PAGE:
INTERVIEW: Peaches reaches and teaches
In the art of exploring gender with bold musical statements, Peaches is way ahead of her time – but “that’s probably for other people to answer,” she says.
So what say you, other people? There is a consensus. Peaches makes Lady Gaga look like Selena Gomez – and was doing her thing long before Lady Gaga came along with a watered-down, more mainstream-palatable version of that very same thing.
“I think she saw my shows,” Peaches says in a recent phone interview.
This was a short and chaotic phone interview, conducted during a 10-minute break between load-in and soundcheck at a stop on her North American tour behind her new album, Rub – but Peaches made her points. She’s making a rare appearance in Edmonton, performing a sold-out show at the Needle Vinyl Tavern on Sunday, Sept. 25.
For the uninitiated, Peaches – aka Merrill Nisker – is a Canadian artist based in Berlin who weaves lush layers of electronic sci-fi groove with a style of vocals bouncing between rap, spoken word and conventional singing. Her flamboyant style and often sexually-explicit performance attracts as much attention as her lyrics, delivered like some kind of an alien beatnik poet. On her new album, she rhymes “moose knuckle” with “makes me chuckle” in a savagely strange song called Dick in the Air. She states in the song Vaginoplasty, “I was blessed with big lips … I need it tighter!” And in Rub’s title track she comes up with lines like “Can’t talk right now, this chick’s dick is in my mouth.”
Not for nothing is “provocative” the go-to adjective for this artist.
A lot of this material is satire. The first single is a song about how people who challenge societal norms are sometimes treated: “You’re sick in the head, go back to bed!” Another notable Rub track is the self-explanatory affirmation I Mean Something, a duet with her friend Feist.
There’s lots more along these lines. Peaches has stuck to her guns on the same genre-and-gender-bending track for decades, and is now known all over the world, her music appearing in numerous movie and TV soundtracks, her voice an authority on gender issues. Her debut single under her new name in 2000 was called Lovertits – shortly before she moved to Europe. Other records include Fatherfucker in 2004, Impeach My Bush in 2006, and I Feel Cream in 2009. Sensing a theme. If you have to compare, say that she would probably be right at home on a bill with Bjork and P.J. Harvey.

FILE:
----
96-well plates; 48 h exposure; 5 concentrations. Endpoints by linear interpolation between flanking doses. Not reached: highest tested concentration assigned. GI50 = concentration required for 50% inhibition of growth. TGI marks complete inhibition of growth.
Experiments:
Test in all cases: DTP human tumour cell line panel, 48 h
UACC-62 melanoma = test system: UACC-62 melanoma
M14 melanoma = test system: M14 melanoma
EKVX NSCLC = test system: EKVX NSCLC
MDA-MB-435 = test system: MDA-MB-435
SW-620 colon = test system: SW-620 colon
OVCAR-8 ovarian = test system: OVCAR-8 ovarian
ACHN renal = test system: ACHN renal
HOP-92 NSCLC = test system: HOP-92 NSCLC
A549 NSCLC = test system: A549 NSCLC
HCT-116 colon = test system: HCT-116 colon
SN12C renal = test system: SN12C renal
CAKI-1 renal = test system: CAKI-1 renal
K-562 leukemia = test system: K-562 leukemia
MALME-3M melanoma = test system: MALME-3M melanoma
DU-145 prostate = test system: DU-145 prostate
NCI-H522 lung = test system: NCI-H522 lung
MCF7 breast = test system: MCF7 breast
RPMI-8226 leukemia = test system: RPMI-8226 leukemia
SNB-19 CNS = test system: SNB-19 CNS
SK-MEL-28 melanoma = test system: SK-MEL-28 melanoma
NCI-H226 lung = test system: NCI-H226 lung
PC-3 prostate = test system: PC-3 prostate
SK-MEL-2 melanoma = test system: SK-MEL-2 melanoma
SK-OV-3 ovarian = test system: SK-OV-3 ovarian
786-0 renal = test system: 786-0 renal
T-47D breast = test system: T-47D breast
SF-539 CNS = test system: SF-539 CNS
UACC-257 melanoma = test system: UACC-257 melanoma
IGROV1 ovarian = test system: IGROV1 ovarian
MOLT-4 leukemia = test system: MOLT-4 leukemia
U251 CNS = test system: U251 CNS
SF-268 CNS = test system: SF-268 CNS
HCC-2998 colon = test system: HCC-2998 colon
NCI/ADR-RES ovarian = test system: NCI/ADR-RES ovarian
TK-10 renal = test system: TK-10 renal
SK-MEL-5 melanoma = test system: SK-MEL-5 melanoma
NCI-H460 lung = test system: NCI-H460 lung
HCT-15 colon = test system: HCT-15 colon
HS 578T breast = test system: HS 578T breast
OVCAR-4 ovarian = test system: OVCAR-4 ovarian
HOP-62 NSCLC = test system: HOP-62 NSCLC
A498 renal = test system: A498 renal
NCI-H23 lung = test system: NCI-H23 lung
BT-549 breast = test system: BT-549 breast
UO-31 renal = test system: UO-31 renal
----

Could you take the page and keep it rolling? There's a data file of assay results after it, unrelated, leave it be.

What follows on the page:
While Peaches says Toronto has since developed a thriving electronic music scene with “lots of amazing artists,” while she was there in the 1990s, “At the time I was just too weird … that’s why I moved to Berlin.” She cites review in NOW magazine that described her act as a “one-woman, hair-raising throwdown” and dismissed her music. Lady Gaga got the same sort of thing when she started. Peaches took the sting as encouragement.
After working as a drama teacher, Nisker started performing music in a folk trio called Mermaid Cafe, and soon hooked up with a hotshot songwriter-producer named Jason Beck to form a band called The Shit. Beck, meanwhile, had just released the major label debut of his other band Son. Great record, but it unfortunately had his last name printed in big letters on the cover, too late to change when another guy named Beck came along. Unfazed by a fluke of poor luck, Jason Beck also moved to Europe. He changed his name to Chilly Gonzalez. He and Peaches have collaborated a number of times. It’s like some exotic club of Canadian ex-pat musicians over there.
All these years later Peaches is in the vanguard of exploring gender in music – and she doesn’t mind being weird.
She says, “What’s the point of being normal? I’m out there, just doing it. There’s no reason to be the same as everybody else.”
In her unwavering devotion to her themes, Peaches explains, “I just want people to feel comfortable in their own bodies. There are certain political ways or social constraints that don’t allow people to be who they want to need to be. It’s really sad. It creates fear and it creates problems, and people should be who they need to be, so they don’t have to, to be blunt about it, commit suicide. The fear brings a lot of problems.”
It’s all coming out now. LGBT people are in the media more now than they’re ever been, fighting for their rights.
Peaches says, “I just hope that it’s taken seriously, and that it keeps going, that it’s not something that’s so easy to sensationalize. There’s a lot more going on than what we see. I hope we get deeper into these issues.”